May 20/Journal of Technology -- According to a study from Saitama, Japan, "Flavor compounds in white bread have been analyzed by a static-headspace-type GUMS and sensory evaluation for clarifying the effects of mixing stage and fermentation time on the intensity of flavor compounds as assessed in the crumb and sensory scores of flavor in white bread."
"Principal component analysis (PCA) and analysis of variance (ANOVA) were applied to the peak area of total ion chromatogram, as well as sensory scores of eight sensory descriptors for flavor intensity. Although the results of instrumental analyses showed the superiority of fermentation time over mixing energy as the governing factor of white bread flavor, the results of statistical analyses for the scores of sensory evaluation showed the superiority of mixing energy over fermentation time," wrote T. Maeda and colleagues.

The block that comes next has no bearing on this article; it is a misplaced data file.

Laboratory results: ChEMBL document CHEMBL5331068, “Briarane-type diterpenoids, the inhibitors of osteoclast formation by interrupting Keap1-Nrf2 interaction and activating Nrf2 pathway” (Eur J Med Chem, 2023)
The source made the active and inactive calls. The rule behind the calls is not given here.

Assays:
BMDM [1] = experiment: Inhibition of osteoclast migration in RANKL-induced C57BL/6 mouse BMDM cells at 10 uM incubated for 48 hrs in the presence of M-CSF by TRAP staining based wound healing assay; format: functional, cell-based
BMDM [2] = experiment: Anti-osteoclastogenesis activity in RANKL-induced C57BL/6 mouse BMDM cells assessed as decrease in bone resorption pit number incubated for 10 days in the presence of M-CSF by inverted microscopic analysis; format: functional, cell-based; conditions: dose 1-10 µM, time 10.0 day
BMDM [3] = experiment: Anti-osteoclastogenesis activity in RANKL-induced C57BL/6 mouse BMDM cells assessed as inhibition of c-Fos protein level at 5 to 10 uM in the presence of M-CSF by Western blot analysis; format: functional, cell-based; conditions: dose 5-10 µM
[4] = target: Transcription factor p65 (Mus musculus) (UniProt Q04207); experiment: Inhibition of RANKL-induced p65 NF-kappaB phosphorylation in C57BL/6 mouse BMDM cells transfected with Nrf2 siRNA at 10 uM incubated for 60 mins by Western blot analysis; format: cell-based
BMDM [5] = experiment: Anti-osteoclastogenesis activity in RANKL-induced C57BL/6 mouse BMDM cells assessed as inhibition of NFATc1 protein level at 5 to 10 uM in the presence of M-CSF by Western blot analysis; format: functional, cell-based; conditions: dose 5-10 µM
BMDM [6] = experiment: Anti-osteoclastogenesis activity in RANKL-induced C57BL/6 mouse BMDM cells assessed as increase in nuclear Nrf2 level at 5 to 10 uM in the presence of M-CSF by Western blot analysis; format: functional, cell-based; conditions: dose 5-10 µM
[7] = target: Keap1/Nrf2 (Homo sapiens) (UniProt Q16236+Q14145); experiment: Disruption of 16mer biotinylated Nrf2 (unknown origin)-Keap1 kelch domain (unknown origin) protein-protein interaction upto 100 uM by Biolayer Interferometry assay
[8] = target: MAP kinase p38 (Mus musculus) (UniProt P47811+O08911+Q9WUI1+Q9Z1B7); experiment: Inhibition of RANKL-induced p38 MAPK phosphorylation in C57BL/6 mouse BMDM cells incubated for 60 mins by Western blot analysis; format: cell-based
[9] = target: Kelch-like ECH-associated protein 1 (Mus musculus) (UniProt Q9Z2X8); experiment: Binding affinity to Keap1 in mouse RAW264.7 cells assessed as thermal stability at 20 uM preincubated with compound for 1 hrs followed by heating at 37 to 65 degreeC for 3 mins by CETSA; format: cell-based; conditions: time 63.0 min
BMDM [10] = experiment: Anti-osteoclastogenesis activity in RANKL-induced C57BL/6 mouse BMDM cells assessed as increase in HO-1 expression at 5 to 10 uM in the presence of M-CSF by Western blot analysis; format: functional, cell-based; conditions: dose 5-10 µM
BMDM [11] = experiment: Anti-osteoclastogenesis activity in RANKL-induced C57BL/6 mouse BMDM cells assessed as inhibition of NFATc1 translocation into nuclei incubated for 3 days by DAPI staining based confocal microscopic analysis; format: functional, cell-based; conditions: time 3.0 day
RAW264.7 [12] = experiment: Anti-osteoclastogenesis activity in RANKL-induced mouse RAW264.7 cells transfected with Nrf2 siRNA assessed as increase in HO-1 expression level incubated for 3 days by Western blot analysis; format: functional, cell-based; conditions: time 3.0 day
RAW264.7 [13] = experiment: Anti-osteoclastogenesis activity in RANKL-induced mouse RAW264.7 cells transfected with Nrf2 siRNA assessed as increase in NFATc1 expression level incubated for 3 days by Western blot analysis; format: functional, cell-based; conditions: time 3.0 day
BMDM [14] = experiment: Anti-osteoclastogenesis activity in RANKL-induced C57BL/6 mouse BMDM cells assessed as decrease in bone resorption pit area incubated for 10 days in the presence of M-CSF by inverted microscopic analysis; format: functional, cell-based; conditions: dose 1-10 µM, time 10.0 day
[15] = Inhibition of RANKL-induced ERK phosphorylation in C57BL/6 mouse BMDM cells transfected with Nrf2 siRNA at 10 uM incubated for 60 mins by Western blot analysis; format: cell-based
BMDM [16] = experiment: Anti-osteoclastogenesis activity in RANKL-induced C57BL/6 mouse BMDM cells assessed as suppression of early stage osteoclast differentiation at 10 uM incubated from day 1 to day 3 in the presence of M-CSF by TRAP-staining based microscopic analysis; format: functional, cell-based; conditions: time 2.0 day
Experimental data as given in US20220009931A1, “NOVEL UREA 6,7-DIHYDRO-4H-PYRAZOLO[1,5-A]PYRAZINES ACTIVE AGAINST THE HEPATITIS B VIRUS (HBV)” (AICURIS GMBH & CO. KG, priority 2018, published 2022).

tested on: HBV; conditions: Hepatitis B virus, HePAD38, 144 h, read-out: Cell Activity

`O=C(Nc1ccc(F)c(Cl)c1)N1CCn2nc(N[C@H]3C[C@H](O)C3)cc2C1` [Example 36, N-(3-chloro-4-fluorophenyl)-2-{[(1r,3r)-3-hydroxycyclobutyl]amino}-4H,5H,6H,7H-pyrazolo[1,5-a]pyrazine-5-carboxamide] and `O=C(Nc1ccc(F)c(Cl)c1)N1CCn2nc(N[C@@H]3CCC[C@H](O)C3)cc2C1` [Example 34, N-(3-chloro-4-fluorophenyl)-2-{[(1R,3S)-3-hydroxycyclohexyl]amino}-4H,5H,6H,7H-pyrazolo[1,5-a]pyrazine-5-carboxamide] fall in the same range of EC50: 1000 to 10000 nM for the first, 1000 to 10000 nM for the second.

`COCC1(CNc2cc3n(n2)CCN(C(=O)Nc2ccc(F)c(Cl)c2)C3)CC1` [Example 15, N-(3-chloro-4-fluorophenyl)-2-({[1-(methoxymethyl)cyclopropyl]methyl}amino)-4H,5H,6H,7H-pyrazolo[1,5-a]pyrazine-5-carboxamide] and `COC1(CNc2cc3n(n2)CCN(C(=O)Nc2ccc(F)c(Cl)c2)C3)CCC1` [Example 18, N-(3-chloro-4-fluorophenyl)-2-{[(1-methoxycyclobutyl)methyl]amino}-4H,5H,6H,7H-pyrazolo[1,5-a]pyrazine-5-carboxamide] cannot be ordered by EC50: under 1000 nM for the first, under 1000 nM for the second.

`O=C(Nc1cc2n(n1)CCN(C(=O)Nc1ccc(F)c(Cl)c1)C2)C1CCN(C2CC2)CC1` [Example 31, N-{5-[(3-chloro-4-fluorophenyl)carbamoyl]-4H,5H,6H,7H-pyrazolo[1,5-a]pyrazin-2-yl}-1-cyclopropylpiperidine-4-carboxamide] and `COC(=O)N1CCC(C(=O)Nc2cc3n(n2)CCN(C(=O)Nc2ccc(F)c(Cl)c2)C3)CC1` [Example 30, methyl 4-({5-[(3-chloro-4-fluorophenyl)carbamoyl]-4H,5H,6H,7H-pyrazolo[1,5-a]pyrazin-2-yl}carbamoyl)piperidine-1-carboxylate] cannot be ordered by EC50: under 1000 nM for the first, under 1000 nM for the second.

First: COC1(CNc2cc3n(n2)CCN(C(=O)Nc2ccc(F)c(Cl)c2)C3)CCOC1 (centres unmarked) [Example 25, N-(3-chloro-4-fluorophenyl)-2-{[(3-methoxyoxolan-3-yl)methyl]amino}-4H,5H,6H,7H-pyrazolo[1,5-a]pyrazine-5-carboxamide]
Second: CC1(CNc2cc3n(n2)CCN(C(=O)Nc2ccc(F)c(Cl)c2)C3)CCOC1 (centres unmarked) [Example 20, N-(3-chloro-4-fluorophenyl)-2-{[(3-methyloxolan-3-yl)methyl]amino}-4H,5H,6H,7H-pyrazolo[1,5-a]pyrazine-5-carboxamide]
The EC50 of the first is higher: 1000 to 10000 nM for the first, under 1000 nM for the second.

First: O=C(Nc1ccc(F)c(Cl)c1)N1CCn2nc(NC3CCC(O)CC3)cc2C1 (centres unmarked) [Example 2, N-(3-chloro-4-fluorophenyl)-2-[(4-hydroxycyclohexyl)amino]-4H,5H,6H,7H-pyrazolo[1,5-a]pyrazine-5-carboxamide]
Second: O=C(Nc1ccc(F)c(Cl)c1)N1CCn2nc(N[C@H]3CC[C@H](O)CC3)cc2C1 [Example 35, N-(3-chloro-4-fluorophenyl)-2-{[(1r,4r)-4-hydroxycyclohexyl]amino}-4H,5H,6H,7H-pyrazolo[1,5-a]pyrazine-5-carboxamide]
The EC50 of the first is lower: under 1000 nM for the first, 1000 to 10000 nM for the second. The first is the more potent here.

The researchers concluded, "The difference in the governing factor was probably due to overestimation for the effect of alcohols on the flavor quality of white bread, especially ethanol derived from the fermentation process."
Maeda and colleagues published the results of their research in Food Science and Technology Research ("The Effects of Mixing Stage and Fermentation Time on the Quantity of Flavor Compounds and Sensory Intensity of Flavor in White Bread." Food Science and Technology Research, 2009;15(2):117-126).
For additional information, contact T. Maeda, Nisshin Seifun Group Inc., Research Center Basic Science, 5-3-1 Tsurugaoka, Fujimino, Saitama 3568511, Japan.
From the May 26, 2009, Prepared Foods E-dition